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SIM-only take-up rises, as sales of new smartphones slide

SIM-only take-up rises, as sales of new smartphones slide

More and more consumers are waking up to the savings on offer with SIM-only smartphone contracts, in the first sign that cost concerns may finally be trumping the desire to own the latest must-have gadgets.

According to a CCS Insight survey, UK mobile phone sales are set to fall by 11% in 2014, after a year-on-year slide of 20% in the first quarter.

It’s claimed that this, coupled with a 14% annual dip in tablet sales, represents the “first time such a sharp decline has been recorded in the vibrant UK market outside a recession”.

The downturn in new smartphone sales is attributed partly to networks’ attractive SIM only deals that allow customers to sign up for monthly allowances while retaining their existing handset. This has allowed Britons to help offset soaring living costs, led by skyrocketing energy charges.

SIM only deals are typically more flexible too and operate on a rolling-contract basis that entitles customers able to leave whenever they like with a month’s notice.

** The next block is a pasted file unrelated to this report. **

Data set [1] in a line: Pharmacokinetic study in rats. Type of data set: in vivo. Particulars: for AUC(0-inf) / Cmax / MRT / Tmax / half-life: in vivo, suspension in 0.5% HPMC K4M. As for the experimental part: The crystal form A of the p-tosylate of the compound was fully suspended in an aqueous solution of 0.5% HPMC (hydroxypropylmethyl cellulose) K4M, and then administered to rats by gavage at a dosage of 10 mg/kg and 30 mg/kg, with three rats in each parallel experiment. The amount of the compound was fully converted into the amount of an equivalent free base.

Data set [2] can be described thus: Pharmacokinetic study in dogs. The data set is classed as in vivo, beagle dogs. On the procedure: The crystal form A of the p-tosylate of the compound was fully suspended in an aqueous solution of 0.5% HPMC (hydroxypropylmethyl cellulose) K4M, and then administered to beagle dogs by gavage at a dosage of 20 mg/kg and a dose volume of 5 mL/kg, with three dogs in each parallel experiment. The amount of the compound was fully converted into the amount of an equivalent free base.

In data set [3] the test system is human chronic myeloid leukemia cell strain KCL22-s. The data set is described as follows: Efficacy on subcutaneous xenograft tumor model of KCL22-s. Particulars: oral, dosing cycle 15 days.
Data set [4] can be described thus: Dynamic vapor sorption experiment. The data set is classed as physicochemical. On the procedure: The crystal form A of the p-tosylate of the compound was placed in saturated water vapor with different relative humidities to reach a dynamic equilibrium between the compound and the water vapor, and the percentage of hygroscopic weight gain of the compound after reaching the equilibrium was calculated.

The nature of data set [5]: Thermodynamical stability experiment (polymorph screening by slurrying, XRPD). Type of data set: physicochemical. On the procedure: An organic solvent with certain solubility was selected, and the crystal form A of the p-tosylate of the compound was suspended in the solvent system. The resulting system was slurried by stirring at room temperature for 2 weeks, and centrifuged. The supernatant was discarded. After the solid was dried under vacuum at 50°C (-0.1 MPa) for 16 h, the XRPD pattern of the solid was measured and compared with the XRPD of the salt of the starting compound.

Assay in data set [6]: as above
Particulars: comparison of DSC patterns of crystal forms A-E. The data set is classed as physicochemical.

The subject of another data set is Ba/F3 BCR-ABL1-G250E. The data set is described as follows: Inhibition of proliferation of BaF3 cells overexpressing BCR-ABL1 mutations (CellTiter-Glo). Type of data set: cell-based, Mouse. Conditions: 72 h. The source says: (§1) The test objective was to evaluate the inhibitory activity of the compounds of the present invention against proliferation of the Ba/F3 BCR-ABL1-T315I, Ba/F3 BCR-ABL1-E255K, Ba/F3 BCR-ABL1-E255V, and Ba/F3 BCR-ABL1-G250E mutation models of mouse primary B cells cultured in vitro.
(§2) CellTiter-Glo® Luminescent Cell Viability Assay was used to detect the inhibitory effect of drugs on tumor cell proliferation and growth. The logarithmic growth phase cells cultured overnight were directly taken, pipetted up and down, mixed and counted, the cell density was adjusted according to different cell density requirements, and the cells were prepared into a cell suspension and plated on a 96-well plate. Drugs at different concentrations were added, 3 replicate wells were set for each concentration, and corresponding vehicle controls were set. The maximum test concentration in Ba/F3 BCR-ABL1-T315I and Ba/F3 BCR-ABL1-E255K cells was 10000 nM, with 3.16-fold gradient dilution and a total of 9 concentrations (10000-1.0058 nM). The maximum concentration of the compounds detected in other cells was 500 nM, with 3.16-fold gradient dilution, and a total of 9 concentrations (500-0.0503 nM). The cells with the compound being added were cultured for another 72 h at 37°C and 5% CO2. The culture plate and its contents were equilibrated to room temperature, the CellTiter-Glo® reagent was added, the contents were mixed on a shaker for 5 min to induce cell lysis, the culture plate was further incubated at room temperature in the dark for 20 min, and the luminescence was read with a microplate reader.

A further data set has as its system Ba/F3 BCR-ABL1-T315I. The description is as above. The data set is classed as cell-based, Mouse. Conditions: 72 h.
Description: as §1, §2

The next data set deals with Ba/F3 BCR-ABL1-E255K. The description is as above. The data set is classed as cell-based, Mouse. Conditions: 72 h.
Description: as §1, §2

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CCS also claims manufacturers are to blame for tapering demand for failing to innovate and give consumers a compelling reason to pay extra to get the latest smartphone when their two-year contract expires.

The good news for Britons is that one consequence of the slowdown, which comes despite the commercial fillip that 4G was expected to bring, is that electronics companies will likely "step up their marketing efforts and spoil buyers with a wealth of attractive promotions and bundles” in months to come.

However, don't expect Apple, demand for whose products only ever seems to rise, to chase buyers with sweeteners. CCS forecasts huge sales for the next-generation handset when it arrives in September, whether it’s a significant step forwards or not.

Details of what Apple’s forthcoming smartphone will offer remain under wraps.

Rumours suggest it will be available in two iterations, with the gadget-maker finally bowing to consumer demand for larger screens with devices featuring a choice of a 4.7-inch or 5.5-inch display.

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